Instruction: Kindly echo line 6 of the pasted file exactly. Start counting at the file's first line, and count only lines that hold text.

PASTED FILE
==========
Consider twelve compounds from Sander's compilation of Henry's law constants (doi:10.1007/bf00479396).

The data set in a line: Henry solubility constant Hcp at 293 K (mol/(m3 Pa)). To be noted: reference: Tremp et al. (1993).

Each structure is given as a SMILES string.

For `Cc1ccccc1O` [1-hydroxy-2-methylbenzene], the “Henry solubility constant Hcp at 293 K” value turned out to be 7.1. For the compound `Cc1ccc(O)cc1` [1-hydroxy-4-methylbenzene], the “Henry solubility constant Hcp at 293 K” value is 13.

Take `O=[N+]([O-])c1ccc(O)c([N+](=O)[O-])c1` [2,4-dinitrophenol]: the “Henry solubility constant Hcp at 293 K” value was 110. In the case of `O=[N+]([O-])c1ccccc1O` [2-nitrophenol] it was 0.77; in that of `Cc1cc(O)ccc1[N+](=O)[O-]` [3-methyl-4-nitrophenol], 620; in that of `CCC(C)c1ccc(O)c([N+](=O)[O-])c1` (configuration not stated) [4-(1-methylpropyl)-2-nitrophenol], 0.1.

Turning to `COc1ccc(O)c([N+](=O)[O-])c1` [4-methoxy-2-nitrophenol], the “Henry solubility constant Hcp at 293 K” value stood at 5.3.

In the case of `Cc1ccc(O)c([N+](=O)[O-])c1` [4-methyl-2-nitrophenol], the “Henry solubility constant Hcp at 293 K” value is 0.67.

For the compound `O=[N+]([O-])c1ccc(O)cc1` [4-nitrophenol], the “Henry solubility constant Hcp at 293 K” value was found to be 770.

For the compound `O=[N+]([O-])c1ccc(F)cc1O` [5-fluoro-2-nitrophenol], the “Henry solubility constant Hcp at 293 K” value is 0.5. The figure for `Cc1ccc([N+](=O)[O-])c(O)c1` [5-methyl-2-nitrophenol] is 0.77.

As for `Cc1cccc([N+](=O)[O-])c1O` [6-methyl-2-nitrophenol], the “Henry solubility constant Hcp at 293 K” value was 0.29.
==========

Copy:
Turning to `COc1ccc(O)c([N+](=O)[O-])c1` [4-methoxy-2-nitrophenol], the “Henry solubility constant Hcp at 293 K” value stood at 5.3.